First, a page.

Wether it’s for environmental reasons, fear of flying or wanting to see more of the landscapes on your journey, this is a post with tips on how to travel Europe without flying. It might be tempting to use the low fare airlines, but the fact we cannot run away from is the environmental impact flying has on our planet. Crossing oceans or going very far distances makes sense to fly, especially when you only have a few weeks vacation a year to get away from home and get some time in a different environment, maybe some sun on your nose, good food or maybe mountains to ski down. However Europe is a very small continent with very good transportation systems that are on the ground. Here’s how to travel Europe without flying.
Why not fly around Europe?
There are many reasons why someone wouldn’t want to fly around Europe. Fear of flying, wanting to see as much as possible of the landscapes of the continent, money, a love for trains and one of the more growing group right now – environmental reasons.
There is no escaping the fact that airplanes are bad for the environment. And sure, it’s not as easy as to say planes are bad, everyone should stop flying. Airplanes are cool and amazing inventions that have made traveling over the world possible for so many people all around the world. And just because I personally don’t fly anymore for environmental reasons does not mean I condemn people who still fly. I mean I’ve flown more in my 25 years than most people do in a lifetime. However, if you do have the time to travel around Europe and want to do it as environmental friendly as possible, this is the post for you. Full of valuable links to find ways to move around the small continent with an amazing net of transportation systems.
This site is one of my favourite when it comes to traveling. It works really well in almost all parts of the world and it can get as detailed as to the public commute system in many countries. It shows many different options such as flying, trains, buses, combinations of trains and buses and car.
This is a site where you can compare buses and trains on specific dates unlike the link above which doesn’t give you the times of trains or buses, only links to the sites which aren’t always possible to translate to English or whatever language you speak.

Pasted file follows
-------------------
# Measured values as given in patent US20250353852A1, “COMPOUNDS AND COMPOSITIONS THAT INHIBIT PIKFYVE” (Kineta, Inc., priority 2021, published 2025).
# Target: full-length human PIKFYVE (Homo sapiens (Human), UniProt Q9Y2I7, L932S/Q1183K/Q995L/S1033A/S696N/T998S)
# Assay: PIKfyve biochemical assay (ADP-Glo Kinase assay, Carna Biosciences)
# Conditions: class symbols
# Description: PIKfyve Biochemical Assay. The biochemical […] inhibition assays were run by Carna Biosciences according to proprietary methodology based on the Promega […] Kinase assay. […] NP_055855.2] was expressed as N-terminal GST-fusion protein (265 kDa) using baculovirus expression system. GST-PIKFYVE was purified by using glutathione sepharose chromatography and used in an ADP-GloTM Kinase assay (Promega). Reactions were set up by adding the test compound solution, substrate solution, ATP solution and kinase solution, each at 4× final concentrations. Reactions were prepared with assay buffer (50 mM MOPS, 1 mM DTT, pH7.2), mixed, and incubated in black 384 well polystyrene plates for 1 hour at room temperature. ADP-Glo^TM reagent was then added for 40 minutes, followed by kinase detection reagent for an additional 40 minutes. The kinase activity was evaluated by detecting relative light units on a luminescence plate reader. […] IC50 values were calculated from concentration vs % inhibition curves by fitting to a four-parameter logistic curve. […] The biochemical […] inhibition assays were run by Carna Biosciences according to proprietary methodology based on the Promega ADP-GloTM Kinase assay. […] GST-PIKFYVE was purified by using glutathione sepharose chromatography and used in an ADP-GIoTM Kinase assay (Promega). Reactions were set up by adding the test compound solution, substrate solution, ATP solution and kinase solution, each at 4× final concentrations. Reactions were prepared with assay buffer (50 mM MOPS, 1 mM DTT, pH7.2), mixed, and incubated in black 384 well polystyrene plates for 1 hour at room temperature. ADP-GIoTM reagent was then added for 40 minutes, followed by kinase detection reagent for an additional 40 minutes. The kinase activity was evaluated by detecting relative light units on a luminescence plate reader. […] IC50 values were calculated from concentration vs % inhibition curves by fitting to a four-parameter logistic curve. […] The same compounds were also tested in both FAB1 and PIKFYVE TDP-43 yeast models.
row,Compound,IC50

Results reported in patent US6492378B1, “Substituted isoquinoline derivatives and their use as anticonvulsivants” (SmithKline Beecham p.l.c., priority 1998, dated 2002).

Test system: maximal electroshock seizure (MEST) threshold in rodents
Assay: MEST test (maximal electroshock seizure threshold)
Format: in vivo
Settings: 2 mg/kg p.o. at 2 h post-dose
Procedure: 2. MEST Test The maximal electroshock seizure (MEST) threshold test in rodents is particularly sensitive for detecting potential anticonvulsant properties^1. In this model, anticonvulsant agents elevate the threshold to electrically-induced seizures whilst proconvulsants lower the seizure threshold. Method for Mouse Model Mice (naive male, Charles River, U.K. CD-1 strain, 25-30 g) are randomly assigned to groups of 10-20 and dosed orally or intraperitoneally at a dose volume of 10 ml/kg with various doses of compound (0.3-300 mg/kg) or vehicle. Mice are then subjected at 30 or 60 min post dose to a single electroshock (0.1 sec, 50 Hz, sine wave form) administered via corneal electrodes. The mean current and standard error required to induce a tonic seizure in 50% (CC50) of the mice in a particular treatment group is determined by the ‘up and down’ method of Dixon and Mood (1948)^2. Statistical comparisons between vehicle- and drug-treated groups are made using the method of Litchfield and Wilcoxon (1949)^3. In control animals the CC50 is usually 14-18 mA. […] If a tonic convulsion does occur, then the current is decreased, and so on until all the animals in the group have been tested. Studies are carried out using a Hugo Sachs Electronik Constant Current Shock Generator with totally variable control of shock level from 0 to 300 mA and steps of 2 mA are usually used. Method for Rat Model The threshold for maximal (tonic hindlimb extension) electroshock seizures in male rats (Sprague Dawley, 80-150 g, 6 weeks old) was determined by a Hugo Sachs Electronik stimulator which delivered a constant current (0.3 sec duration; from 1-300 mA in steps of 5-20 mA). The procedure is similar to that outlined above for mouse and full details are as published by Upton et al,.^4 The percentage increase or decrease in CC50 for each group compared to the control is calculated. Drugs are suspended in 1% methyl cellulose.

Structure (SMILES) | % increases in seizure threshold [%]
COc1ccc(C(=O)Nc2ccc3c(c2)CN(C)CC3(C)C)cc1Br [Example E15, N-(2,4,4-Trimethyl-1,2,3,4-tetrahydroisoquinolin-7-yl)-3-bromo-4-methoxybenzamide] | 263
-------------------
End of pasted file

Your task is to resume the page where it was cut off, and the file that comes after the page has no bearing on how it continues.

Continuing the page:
The difference between Eurail and Interrail is that the latter is for European citizen or official residents and the other one is for those who are not. This is an old and known way to backpack through Europe and has been around since beginning of the 70’s so a couple of generations has been able to use this way of travel. You can get either a pass to cross borders or passes for some specific countries.
This is a company of a few bus companies that together holds a coach network with over 600 destinations in Europe and Morocco. You can basically find tickets to anywhere in Europe with them.
This is a company that has a good bus network in from Czech Republic in central Europe to the countries along the east of Europe.
This is a site that offers hop-on hop-off services in Europe and parts of Asia, along with tours. They have some of the greenest, most environmental friendly buses in Europe.
This is a search engine to find cheap buses in Europe where you can compare by criteria such as price, duration or departure time.
The local German train company offering rides in, to and from Germany.
A budget bus company that offers rides in Sweden and to some other big towns like Oslo, Copenhagen, Berlin and Prague.
This is a carpooling platform where drivers and riders can find each other and split the cost and get some company on the road as well. A great way to fix the problem of people driving long way alone in their cars -which is not eco friendly- and people needing to hitch a ride.
This is a blog or travel website run by a man named Mark, and he gives amazing advice and tips on train and bus routes mostly around Europe. It is incredible what this one man has been able to offer on his site when it comes to how to travel Europe without flying.